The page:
Ok, ok… So it’s all very gloom and doom-y so far. Sorry about that. I want the article to be less sad from here on in, so it’s probably the time to say THERE IS HOPE AND WE CAN TURN THAT INTO AWESOME! Better? Good.

Let’s make simple changes and big differences by following these easy peasy steps:

  • Simply say “No straw please” when ordering in cafes, restaurants, and bars etc. Say it 10 times in a row now and make sure you turn this into a habit while out and about.
  • If you know of a eatery that is sustainable and/or doesn’t use disposable straws then make sure you go a lot, mention how cool they are, and drag all your friends there at any opportunity.
  • If you’re getting fast food then ask for a cup without a straw or plastic lid – especially if you’re eating in.
  • Go out and invest in your own personal straw and keep it in your bag alongside your reusable cutlery! You can get metal, glass, or even bamboo straws! Check out online or peruse your local boutique-y/kitchen-y store.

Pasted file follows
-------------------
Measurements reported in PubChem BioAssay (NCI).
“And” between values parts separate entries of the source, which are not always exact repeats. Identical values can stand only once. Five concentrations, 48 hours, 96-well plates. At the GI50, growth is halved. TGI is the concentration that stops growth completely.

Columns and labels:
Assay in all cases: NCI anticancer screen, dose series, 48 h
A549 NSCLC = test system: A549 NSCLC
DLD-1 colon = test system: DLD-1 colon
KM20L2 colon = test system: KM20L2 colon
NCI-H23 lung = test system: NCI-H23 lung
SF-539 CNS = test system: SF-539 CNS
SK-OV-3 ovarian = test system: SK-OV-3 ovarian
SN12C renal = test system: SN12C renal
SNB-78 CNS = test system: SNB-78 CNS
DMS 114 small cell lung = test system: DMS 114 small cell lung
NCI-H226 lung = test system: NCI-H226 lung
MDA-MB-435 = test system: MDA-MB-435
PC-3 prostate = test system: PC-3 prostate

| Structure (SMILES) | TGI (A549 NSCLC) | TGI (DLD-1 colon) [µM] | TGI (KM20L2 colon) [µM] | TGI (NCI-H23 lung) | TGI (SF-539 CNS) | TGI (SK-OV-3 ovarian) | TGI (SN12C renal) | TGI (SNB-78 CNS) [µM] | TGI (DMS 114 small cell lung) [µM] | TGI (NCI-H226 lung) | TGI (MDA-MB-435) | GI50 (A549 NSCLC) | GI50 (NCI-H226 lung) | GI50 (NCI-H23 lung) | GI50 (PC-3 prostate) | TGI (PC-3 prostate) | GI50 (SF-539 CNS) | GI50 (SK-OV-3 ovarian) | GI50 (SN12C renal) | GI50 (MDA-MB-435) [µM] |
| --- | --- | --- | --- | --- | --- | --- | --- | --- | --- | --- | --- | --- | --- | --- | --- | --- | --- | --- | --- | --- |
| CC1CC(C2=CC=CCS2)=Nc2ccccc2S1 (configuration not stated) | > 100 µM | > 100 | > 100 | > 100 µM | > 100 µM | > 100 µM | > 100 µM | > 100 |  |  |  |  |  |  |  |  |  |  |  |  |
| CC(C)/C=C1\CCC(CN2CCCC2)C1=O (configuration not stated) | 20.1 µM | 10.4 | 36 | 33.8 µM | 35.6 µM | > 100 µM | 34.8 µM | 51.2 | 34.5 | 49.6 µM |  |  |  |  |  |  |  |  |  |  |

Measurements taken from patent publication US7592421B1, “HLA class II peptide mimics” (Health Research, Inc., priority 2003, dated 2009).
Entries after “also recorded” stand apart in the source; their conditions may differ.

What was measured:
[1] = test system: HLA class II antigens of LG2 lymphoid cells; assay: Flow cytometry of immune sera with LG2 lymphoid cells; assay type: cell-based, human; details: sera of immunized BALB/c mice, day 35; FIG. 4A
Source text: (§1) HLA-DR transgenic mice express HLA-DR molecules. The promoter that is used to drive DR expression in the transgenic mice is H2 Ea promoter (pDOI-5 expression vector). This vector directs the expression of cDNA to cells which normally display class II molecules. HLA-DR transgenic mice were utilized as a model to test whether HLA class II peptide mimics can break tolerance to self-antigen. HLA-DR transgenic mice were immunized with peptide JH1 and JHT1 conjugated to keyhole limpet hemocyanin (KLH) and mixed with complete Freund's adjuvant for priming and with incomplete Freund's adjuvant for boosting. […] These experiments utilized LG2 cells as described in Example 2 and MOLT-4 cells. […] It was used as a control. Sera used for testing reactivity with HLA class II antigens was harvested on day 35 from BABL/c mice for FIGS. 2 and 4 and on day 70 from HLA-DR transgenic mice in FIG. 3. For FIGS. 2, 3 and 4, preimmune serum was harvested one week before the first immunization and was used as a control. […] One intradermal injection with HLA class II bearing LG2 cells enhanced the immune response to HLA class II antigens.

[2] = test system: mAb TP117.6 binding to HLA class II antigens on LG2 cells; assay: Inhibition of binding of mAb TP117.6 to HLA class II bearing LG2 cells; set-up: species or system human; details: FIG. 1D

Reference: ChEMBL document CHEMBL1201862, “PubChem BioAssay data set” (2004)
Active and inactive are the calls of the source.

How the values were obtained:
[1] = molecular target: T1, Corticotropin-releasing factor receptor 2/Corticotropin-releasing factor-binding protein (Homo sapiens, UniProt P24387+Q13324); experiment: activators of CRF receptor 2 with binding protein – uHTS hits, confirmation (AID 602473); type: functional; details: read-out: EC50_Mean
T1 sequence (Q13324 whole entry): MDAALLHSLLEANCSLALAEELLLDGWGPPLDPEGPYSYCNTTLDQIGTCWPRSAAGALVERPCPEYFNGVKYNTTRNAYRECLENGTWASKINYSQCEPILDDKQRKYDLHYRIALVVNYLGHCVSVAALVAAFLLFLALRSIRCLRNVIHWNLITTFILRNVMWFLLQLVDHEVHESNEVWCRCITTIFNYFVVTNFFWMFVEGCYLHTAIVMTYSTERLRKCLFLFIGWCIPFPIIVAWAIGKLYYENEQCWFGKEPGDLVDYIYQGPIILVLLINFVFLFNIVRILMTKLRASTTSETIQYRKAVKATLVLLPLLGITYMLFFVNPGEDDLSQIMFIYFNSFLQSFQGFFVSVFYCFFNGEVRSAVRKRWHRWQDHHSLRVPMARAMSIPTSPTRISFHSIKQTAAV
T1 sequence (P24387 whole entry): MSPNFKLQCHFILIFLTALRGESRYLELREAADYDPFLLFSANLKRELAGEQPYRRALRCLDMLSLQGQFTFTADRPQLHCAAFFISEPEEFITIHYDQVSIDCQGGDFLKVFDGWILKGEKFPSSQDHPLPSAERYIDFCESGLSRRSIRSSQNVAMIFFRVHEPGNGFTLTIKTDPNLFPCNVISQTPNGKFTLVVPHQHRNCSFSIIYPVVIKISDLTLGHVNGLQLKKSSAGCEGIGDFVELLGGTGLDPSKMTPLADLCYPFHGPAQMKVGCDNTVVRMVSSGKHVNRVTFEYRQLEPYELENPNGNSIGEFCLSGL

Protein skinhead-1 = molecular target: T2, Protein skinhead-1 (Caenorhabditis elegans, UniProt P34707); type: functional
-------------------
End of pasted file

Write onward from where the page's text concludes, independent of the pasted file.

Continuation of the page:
• I have two metal straws as well as a wee pipe cleaner brush that I use to clean them. One of the straws is bent and narrower and the other is wider and straight – this means I choose which one I need depending on the thickness of my drink!

Screen Shot 2015-10-03 at 11.40.09 amPoppy’s fancy reusable straws

It’s as simple as that! Also try to remember not to beat yourself up if you make a mistake. Last weekend I forgot to ask for no straw while out for brunch and my smoothie came out with two! I took a deep breath and thought of the countless times in recent months when I had remembered and made a difference. This isn’t about beating yourself up, but making your sustainable efforts a positive and uplifting experience.

If you want to know more about this, or just have a general discussion with me about zero-waste stuff then feel free to flick me an email – I’d love to talk to you! See ya next time ☺

– Poppy